Rafael Nadal injected a bit of intrigue into the ATP Tour with a ninth title in Monte Carlo last week. The prevailing narrative in men's tennis since the start of 2015 has been the unfettered dominance of Novak Djokovic. With the world #1's opening loss to Jiri Vesely at the Monte Carlo Masters, the rest of the top male players were gifted a chance to carve out a space for themselves in that narrative moving forward. Nadal did just that. He started with a third round win against Dominic Thiem, the same opponent who bested him in the Buenos Aires semifinals and who has looked like a burgeoning world beater this year. The rest of the way he turned back Stan Wawrinka, Andy Murray, and Gael Monfils. In short, it was a stellar week for the now nine-time Monte Carlo and Roland Garros champion. A few more weeks like this and Djokovic's path to a first Coupe des Mousqetaires might be unexpectedly trickier.
Nadal won his first Masters 1000 title since 2014. During that span, his struggles have been the subject of many tennis scribes' output. He did everything last week save for beating Djokovic, and that will be the story to watch as they each attempt to craft a redemptive narrative at this year's French Open.
Gael Monfils continued his consistent returns in 2016. Unfortunately for the Frenchman, his record in ATP finals fell to 5-19 after failing to outlast Nadal in a three-set final. Nonetheless, he's up to #14 in the rankings and edging closer to a return to the top 10.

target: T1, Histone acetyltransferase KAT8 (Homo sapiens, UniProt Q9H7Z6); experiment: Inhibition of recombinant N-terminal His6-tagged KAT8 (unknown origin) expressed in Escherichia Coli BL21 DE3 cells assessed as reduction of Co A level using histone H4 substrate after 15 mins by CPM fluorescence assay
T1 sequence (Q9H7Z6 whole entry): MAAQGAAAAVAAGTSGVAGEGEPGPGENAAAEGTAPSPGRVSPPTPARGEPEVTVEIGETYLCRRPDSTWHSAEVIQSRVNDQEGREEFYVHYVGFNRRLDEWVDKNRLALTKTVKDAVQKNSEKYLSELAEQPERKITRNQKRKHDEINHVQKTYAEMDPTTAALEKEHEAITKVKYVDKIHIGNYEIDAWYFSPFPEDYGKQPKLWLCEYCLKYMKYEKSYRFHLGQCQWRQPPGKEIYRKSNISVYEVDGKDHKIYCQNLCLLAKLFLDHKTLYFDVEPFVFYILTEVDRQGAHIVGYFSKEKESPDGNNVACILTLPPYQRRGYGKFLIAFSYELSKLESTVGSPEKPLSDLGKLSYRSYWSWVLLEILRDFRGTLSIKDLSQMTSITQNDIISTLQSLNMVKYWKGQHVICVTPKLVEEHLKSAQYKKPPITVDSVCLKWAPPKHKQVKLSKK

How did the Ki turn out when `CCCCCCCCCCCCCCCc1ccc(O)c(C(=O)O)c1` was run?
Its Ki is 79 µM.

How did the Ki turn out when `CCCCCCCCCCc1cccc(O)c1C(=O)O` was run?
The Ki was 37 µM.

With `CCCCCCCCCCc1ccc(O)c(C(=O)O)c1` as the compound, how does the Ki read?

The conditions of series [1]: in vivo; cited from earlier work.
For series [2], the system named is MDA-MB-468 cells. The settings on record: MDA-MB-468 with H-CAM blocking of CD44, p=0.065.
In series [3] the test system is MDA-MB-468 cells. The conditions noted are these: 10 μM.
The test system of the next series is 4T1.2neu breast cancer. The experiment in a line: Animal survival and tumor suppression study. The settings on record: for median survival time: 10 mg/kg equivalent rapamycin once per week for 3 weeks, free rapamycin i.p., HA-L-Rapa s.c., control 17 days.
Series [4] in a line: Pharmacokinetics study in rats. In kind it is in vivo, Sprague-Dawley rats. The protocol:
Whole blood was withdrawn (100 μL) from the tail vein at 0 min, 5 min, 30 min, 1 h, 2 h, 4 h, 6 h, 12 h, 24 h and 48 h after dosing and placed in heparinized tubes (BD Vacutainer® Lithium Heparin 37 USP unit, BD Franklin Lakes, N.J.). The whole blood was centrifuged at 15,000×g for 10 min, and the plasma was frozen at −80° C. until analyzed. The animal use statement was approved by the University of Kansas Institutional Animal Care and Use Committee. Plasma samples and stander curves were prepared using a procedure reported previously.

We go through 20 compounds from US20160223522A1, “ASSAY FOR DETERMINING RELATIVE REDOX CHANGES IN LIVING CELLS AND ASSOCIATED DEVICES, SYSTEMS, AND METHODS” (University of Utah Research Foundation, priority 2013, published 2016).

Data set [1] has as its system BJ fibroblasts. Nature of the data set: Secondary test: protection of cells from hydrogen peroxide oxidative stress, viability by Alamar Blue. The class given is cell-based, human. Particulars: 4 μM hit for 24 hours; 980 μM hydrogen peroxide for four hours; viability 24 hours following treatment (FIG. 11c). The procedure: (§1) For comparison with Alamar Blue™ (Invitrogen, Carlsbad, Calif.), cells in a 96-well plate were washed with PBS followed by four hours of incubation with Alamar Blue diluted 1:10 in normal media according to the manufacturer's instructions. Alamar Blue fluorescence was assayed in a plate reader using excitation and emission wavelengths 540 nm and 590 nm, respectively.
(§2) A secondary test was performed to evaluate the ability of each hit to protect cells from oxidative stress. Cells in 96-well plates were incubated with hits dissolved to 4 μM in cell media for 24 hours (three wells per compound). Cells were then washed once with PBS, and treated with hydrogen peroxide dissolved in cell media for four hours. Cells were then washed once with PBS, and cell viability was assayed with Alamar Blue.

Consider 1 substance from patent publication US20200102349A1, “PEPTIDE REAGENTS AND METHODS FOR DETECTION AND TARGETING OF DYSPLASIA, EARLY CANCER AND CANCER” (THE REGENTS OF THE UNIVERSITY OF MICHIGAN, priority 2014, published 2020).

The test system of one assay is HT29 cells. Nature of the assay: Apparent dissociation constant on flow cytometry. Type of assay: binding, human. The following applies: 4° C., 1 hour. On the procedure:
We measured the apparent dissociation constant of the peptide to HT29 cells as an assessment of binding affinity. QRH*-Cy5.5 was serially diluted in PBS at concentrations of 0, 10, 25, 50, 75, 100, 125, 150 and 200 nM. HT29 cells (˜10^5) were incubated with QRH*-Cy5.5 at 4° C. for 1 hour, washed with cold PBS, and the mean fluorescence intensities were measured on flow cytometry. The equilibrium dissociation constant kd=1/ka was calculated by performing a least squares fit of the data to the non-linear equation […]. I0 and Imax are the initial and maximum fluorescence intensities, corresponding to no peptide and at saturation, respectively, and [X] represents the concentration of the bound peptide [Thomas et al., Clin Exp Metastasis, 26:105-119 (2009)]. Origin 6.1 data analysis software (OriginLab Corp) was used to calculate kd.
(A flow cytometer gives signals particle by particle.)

Roger Federer made his return to the ATP Tour in Monte Carlo after knee surgery following this year's Australian Open. Two brisk wins against Garcia-Lopez and Bautista-Agut led to a quarterfinal tussle with Jo-Wilfried Tsonga, one which the 17-time Grand Slam winner was unable to emerge from.
Andy Murray made the semifinals in Monte Carlo but ran into a resurgent Rafael Nadal. After winning the first set, while brandishing an attacking style of tennis, Murray's fortunes went south as Nadal seized control of the match.
Novak Djokovic can be forgiven for having an off day. After winning practically everything over the last 16 months, the world #1 fell in the second round to Jiri Vesely.
When the Roland Garros draws are revealed next month, Dominic Thiem's name is the one that will cause the most angst amongst the top players. His play against Nadal in the third round corroborated what we've witnessed over the past year: his ascendency to the top of men's tennis is only a matter of time.
Adidas debuted their French Open kits last week. Except to hear lots of griping over the zebra inspired prints over the next month.